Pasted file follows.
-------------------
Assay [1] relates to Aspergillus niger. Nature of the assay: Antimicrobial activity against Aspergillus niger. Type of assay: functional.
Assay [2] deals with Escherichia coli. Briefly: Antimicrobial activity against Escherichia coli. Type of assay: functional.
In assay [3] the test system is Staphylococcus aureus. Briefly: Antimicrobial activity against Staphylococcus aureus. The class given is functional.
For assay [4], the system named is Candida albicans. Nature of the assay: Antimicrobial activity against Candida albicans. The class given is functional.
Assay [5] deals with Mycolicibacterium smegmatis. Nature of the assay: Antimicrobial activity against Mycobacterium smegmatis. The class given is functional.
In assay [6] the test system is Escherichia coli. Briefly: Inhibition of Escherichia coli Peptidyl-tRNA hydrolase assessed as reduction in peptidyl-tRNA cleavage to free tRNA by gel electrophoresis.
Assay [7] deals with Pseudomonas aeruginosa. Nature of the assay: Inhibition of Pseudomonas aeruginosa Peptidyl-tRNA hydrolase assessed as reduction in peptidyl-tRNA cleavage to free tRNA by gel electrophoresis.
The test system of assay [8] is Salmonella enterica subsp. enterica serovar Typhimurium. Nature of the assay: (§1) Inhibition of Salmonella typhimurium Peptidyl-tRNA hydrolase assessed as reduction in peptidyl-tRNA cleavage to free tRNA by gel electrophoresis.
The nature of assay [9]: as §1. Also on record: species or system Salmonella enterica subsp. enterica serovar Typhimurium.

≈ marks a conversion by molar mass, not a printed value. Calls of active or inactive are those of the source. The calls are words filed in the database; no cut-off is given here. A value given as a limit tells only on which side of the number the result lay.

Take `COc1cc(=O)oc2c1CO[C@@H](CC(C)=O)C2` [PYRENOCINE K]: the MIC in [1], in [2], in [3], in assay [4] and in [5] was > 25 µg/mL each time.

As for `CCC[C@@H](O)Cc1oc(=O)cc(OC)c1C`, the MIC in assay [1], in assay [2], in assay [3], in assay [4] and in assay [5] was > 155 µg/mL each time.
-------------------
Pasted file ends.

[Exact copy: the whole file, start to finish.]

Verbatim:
Assay [1] relates to Aspergillus niger. Nature of the assay: Antimicrobial activity against Aspergillus niger. Type of assay: functional.
Assay [2] deals with Escherichia coli. Briefly: Antimicrobial activity against Escherichia coli. Type of assay: functional.
In assay [3] the test system is Staphylococcus aureus. Briefly: Antimicrobial activity against Staphylococcus aureus. The class given is functional.
For assay [4], the system named is Candida albicans. Nature of the assay: Antimicrobial activity against Candida albicans. The class given is functional.
Assay [5] deals with Mycolicibacterium smegmatis. Nature of the assay: Antimicrobial activity against Mycobacterium smegmatis. The class given is functional.
In assay [6] the test system is Escherichia coli. Briefly: Inhibition of Escherichia coli Peptidyl-tRNA hydrolase assessed as reduction in peptidyl-tRNA cleavage to free tRNA by gel electrophoresis.
Assay [7] deals with Pseudomonas aeruginosa. Nature of the assay: Inhibition of Pseudomonas aeruginosa Peptidyl-tRNA hydrolase assessed as reduction in peptidyl-tRNA cleavage to free tRNA by gel electrophoresis.
The test system of assay [8] is Salmonella enterica subsp. enterica serovar Typhimurium. Nature of the assay: (§1) Inhibition of Salmonella typhimurium Peptidyl-tRNA hydrolase assessed as reduction in peptidyl-tRNA cleavage to free tRNA by gel electrophoresis.
The nature of assay [9]: as §1. Also on record: species or system Salmonella enterica subsp. enterica serovar Typhimurium.

≈ marks a conversion by molar mass, not a printed value. Calls of active or inactive are those of the source. The calls are words filed in the database; no cut-off is given here. A value given as a limit tells only on which side of the number the result lay.

Take `COc1cc(=O)oc2c1CO[C@@H](CC(C)=O)C2` [PYRENOCINE K]: the MIC in [1], in [2], in [3], in assay [4] and in [5] was > 25 µg/mL each time.

As for `CCC[C@@H](O)Cc1oc(=O)cc(OC)c1C`, the MIC in assay [1], in assay [2], in assay [3], in assay [4] and in assay [5] was > 155 µg/mL each time.